Nicolas Colsaerts: “Happy to be here to defend my title”

Defending champion after his victory at the 2019 French Open, the Belgian Nicolas Colsaerts returns to Le Golf National with a new state of mind imposed by his illness contracted a year ago.

Golf Planète: What does it mean to you to defend your title at the Cazoo Open de France?
Nicolas Colsaerts: It’s special and particularly pleasant for me to be Belgian, French-speaking and to have been the title holder of the French Open for three years. I’m happy to have won and I’m happy to be here to defend my title. For nearly fifteen years in the early 2000s there was no Belgian Open. So I considered the French Open a bit like my national Open because of the language and the ties I have in this country. It started at the 2003 Lancôme Trophy and winning the French Open in 2019 was really the icing on the cake.

GP: It was a particularly hard-fought victory in 2019. What kind of memories do you have of it?
NC: I remember that in 2019 it was a bit chaotic at the end, but it’s the course that wants that. I was up to five strokes ahead and then I found myself two strokes off the lead. I was in a fight with the South African George Coetzee and the Danish J.B. Hansen… It must have been fun to watch for viewers and viewers. And I’m glad I came out on top.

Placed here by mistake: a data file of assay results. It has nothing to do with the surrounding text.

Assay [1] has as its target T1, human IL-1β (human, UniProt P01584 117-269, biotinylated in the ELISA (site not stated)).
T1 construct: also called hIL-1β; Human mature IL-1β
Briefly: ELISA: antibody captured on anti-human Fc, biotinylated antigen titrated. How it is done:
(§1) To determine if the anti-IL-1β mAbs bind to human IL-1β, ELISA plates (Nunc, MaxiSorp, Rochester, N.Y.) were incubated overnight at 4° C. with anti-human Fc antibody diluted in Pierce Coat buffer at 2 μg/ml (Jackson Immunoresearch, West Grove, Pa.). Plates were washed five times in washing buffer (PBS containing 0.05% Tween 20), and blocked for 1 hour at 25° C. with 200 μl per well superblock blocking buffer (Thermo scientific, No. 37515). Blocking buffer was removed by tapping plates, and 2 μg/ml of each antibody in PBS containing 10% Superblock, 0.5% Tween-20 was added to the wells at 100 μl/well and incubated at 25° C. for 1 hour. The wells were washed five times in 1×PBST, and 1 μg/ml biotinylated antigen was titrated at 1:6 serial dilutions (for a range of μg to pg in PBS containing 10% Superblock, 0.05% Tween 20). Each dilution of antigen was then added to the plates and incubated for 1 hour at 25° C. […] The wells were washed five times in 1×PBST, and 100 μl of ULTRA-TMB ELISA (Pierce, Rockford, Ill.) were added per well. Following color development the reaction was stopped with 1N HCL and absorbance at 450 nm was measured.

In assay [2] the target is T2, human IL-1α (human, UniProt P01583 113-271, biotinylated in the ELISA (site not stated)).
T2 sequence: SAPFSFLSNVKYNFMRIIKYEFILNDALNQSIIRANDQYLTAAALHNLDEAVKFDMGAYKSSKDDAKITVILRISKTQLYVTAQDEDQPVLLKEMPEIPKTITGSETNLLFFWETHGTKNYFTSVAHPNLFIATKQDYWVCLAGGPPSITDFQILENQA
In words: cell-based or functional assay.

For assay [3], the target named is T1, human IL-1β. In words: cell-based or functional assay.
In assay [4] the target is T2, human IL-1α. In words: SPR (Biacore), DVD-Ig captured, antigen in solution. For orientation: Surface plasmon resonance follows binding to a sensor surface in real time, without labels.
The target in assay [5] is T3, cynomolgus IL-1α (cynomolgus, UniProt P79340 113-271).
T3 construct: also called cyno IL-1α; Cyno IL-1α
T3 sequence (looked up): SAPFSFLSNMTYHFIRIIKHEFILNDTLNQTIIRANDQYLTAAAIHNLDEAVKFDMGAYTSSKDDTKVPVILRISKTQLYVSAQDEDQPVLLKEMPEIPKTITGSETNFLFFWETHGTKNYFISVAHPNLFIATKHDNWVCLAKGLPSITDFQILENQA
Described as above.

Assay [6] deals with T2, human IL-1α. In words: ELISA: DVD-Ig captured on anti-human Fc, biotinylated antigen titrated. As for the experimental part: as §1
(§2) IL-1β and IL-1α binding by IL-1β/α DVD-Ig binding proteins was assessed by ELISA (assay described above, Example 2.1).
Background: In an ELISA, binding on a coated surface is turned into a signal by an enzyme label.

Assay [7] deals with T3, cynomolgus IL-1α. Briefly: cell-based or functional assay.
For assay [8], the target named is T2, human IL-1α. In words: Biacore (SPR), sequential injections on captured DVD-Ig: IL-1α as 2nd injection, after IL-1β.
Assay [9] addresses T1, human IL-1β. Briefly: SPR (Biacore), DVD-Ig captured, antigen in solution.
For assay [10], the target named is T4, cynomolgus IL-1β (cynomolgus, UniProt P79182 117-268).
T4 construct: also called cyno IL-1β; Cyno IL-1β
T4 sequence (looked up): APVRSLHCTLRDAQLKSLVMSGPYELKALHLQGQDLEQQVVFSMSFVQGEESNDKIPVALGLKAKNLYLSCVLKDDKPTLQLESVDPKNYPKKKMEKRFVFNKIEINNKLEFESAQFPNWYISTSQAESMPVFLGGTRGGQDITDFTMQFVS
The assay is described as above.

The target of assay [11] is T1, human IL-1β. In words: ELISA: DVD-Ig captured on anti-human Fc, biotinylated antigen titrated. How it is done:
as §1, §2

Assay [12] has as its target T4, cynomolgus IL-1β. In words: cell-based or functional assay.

GP: This Albatros course is indeed very tricky towards the end. Did you remember found the key in 2019?
NC: I think the key was to follow the 2018 Ryder Cup. It allowed me to see the Albatros course in the fall and not in June. The way to approach it is different. It is always difficult, but we can be more aggressive. Especially seeing the players in match play in September where the strategies are really different compared to the month of June in stroke play. I really think it helped me for the French Open the following season to win in the fall of 2019.

I will be able to eat my dozen snails every night

Nicolas Colsaerts

GP: Returning to this course brings back what kind of nice memories?
NC: It’s a Ryder Cup course and it’s always fun to play here. I’m always happy to play at the Golf National, to eat in good restaurants and I’ll be able to eat my dozen snails every night as I did in 2019.

GP: You have gone through a complicated period. Where are you with your health?
NC: I went through difficult times. I was found to have an illness in the month of November (an extramembranous glomerulonephritis that affects the reins, editor’s note). It makes you think and golf takes a back seat. And then I recommended on the circuit a little over two months ago now at the Soudal Open. I’m having a little trouble getting back to where I was a few years ago. But from a health point of view, everything is going well and we are moving forward.

GP: How is your game at the moment?
NC: I’m still getting some really good shots, but there’s a lot of expensive waste. And it does not forgive. If I make a top 30, I will be happy. I will in any case try to enjoy every moment and every minute.

GP: What do you think of the players who left on the dissident circuit of LIV?
NC: I completely understand the people who play on the LIV. But I think that at some point you have to choose your circuit. I think I could have chosen the LIV. But I would have done things properly. In sir.

(Photo Warren Little/Getty Images/AFP)

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